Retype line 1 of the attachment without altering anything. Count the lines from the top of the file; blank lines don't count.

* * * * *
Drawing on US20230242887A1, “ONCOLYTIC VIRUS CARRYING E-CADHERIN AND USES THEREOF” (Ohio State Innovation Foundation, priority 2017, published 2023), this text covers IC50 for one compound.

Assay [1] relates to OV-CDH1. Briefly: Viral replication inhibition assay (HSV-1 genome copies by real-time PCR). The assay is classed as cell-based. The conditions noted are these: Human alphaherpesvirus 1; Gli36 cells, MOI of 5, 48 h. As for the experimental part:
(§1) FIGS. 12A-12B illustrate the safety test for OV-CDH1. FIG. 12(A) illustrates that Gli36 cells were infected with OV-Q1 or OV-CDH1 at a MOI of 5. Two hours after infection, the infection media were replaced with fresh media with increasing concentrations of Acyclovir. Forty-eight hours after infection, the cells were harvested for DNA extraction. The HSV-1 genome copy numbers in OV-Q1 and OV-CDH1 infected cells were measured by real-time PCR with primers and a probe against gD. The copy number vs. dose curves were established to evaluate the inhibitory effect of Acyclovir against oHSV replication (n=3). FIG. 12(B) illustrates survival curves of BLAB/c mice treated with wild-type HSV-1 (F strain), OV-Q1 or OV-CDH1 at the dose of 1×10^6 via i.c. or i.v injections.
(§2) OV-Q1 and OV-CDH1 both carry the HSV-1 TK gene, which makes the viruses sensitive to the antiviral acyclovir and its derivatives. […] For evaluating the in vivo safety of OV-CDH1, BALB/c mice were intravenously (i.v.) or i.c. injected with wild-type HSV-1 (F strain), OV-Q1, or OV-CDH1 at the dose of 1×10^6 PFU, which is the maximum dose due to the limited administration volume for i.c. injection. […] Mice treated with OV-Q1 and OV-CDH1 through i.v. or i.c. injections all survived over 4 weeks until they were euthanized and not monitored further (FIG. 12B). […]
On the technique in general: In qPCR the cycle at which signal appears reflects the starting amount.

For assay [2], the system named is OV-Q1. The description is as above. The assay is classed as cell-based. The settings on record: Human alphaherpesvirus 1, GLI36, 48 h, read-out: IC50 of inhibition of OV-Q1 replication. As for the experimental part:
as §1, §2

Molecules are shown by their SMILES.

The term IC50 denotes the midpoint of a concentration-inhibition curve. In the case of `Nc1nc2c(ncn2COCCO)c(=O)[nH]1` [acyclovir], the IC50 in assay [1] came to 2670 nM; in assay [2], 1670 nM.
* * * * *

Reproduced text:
Drawing on US20230242887A1, “ONCOLYTIC VIRUS CARRYING E-CADHERIN AND USES THEREOF” (Ohio State Innovation Foundation, priority 2017, published 2023), this text covers IC50 for one compound.